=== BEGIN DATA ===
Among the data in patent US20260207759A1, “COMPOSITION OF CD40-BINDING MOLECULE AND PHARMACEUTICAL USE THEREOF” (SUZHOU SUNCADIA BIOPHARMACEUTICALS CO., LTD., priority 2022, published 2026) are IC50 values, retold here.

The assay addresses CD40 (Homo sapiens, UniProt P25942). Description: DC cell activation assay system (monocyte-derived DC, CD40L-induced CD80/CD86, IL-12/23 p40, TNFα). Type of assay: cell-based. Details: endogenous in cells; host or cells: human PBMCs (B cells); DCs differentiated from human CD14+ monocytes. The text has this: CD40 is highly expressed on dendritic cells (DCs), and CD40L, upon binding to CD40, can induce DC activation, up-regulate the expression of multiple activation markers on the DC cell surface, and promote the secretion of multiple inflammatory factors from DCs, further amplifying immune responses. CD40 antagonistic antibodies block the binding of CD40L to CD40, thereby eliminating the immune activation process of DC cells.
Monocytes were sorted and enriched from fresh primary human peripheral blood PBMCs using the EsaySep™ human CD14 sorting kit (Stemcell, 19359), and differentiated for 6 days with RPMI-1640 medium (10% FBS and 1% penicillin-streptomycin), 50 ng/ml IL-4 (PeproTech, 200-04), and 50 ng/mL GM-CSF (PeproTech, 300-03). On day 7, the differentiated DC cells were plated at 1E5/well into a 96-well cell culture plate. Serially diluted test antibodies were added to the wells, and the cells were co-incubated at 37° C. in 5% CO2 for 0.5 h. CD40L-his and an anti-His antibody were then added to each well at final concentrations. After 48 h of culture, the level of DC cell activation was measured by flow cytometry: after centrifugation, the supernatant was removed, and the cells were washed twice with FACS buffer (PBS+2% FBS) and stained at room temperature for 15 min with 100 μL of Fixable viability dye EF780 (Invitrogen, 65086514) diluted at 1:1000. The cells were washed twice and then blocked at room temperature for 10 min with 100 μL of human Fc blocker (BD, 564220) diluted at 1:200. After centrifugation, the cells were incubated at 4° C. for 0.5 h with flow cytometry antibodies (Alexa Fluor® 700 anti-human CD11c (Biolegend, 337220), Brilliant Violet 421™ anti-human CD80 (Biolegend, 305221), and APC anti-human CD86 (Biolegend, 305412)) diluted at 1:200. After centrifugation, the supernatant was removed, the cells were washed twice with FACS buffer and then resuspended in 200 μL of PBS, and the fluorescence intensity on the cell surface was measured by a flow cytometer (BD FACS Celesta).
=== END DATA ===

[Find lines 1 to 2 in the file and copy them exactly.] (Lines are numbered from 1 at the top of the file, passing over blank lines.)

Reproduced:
Among the data in patent US20260207759A1, “COMPOSITION OF CD40-BINDING MOLECULE AND PHARMACEUTICAL USE THEREOF” (SUZHOU SUNCADIA BIOPHARMACEUTICALS CO., LTD., priority 2022, published 2026) are IC50 values, retold here.

The assay addresses CD40 (Homo sapiens, UniProt P25942). Description: DC cell activation assay system (monocyte-derived DC, CD40L-induced CD80/CD86, IL-12/23 p40, TNFα). Type of assay: cell-based. Details: endogenous in cells; host or cells: human PBMCs (B cells); DCs differentiated from human CD14+ monocytes. The text has this: CD40 is highly expressed on dendritic cells (DCs), and CD40L, upon binding to CD40, can induce DC activation, up-regulate the expression of multiple activation markers on the DC cell surface, and promote the secretion of multiple inflammatory factors from DCs, further amplifying immune responses. CD40 antagonistic antibodies block the binding of CD40L to CD40, thereby eliminating the immune activation process of DC cells.